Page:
Kimberly Dark is a writer, professor and raconteur, working to reveal the hidden architecture of everyday life one clever essay, poem, and story at a time. She uses humor, surprise and intimacy to help audiences discover their influences, and reclaim their power as social creators. Kimberly teaches in Sociology at CSU, San Marcos along with writing and theatre courses for Cal State Summer Arts. She also facilitates experiential retreats in Hawaii for Conscious Practitioners - examining how our own embodiment and social relationships influence how we work with others in helping professions and Yoga is for Every Body retreats for all.

Kimberly Dark has written award-winning plays, taught and performed for a wide range of audiences in various countries over the past two decades. She is the author of Love and Errors, a book of poetry and Co-Editor of the anthology Ways of Being in Teaching. Her novel, The Daddies is forthcoming in 2018. Her essays appear in popular online publications, such as Everyday Feminism, and Ravishly. Kimberly's storytelling performances and interactive lectures make big, complex ideas relatable at campuses, conferences, companies, and anywhere people seek startling revelations and positive change. Learn more at KimberlyDark.com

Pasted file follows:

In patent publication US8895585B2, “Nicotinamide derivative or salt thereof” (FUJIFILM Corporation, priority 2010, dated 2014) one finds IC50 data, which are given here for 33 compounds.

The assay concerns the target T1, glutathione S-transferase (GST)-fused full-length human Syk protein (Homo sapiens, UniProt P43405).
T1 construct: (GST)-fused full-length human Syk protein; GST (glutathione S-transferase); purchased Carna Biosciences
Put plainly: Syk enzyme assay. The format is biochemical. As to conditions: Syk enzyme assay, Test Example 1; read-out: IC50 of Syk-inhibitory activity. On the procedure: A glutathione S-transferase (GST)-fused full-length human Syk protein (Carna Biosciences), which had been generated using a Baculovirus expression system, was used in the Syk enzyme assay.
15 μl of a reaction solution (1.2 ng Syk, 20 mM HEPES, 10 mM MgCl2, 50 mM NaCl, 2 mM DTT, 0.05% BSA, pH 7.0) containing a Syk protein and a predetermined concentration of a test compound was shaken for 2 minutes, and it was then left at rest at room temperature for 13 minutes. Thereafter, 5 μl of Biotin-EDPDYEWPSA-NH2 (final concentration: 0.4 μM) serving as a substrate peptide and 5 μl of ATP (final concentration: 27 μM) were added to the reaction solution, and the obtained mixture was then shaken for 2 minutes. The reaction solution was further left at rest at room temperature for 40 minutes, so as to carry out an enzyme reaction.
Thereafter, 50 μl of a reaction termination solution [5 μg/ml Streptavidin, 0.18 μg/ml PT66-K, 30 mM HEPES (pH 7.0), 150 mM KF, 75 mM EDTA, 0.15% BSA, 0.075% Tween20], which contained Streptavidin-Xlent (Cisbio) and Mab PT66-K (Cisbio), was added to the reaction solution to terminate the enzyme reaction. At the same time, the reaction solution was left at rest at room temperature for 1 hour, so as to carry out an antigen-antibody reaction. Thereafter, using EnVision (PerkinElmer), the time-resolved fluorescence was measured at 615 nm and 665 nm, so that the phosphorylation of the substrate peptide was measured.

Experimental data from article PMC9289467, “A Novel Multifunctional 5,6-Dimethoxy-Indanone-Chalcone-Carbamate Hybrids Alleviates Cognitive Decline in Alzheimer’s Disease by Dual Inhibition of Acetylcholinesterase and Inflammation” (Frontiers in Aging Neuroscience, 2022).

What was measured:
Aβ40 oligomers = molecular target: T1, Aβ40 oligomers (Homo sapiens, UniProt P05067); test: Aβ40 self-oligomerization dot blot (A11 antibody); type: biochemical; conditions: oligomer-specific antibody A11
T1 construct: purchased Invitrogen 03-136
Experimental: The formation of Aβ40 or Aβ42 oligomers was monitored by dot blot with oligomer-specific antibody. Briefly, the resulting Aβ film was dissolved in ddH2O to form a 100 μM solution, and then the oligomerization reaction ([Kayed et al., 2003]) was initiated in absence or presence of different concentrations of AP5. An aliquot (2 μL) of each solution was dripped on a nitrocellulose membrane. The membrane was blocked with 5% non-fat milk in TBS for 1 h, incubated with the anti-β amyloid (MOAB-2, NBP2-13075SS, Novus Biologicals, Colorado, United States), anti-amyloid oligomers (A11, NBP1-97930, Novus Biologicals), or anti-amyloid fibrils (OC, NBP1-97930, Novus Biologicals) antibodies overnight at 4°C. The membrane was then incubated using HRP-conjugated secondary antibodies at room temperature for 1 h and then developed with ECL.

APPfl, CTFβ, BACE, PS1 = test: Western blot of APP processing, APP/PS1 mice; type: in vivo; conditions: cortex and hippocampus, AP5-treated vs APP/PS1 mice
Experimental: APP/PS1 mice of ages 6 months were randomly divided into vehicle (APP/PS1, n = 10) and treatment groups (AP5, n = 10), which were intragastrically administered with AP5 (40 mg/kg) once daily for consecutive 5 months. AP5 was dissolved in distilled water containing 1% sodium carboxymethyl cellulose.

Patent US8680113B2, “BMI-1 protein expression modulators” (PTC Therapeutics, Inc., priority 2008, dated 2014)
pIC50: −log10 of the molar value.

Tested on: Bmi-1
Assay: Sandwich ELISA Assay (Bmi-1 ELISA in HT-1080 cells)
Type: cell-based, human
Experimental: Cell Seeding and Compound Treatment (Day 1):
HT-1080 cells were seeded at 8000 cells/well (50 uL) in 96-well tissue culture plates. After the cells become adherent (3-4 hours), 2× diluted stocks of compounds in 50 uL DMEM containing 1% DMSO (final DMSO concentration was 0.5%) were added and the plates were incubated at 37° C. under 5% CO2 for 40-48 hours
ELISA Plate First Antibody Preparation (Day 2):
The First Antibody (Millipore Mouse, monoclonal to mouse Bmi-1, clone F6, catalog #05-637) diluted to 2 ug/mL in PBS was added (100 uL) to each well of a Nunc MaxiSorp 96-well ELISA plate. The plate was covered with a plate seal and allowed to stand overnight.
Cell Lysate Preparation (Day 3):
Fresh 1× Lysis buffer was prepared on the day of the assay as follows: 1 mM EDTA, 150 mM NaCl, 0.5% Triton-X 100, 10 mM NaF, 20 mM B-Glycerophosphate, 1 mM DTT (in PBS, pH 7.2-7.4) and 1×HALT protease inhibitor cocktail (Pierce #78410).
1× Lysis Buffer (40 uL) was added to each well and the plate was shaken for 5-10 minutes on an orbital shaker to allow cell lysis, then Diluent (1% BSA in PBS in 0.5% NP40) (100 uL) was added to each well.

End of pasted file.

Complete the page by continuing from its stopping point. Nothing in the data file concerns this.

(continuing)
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We Discuss:

  • Kimberly’s relationship with food as a child in a larger body

  • How fatphobia is normalized in our society

  • Receiving praise for weight loss while struggling with an eating disorder

  • The harms of “medically supervised” diets

  • What started her recovery from disordered eating

  • Bingeing as our body’s way of responding to restriction

  • How Kimberly used her trauma history to help with her recovery

  • The connections between food and sex

  • Engaging critically with diet culture

  • Kimberly’s unique career as a sociology professor and performer

  • Autoethnography, the practice of writing about the self in order to understand the culture

  • The institution of academia, and how it silences certain types of knowledge

  • Our bodies as a site of knowledge

  • Conventional research, and how it imposes intellectual knowledge instead of considering lived experiences

  • The role of patriarchy in diet culture

  • Food as a vehicle to attune to the body’s inner wisdom

  • The performative element of wellness culture, and how it relates to sexuality

  • Social media and selfie culture

  • The emotional labor of creating content

  • The body as part of the visual narrative

 

Resources Mentioned

Some of the links below are affiliate links. Affiliates or not, we only recommend products and services that align with our values.

Listener Question of the Week

How do we unlearn the food rules and calorie counting from the diet mentality when trying to eat intuitively? How can we separate ourselves from our eating-disorder thoughts? How do we stop worrying about weight gain? What are some steps we can take to overcome internalized oppression from diet culture? Where can we get support when we’re at the beginning of eating disorder recovery?

(Resources Mentioned: Kylie Mitchell’s Food Psych Podcast episode, Intuitive Eating Fundamentals online course, Certified Intuitive Eating Counselors Directory)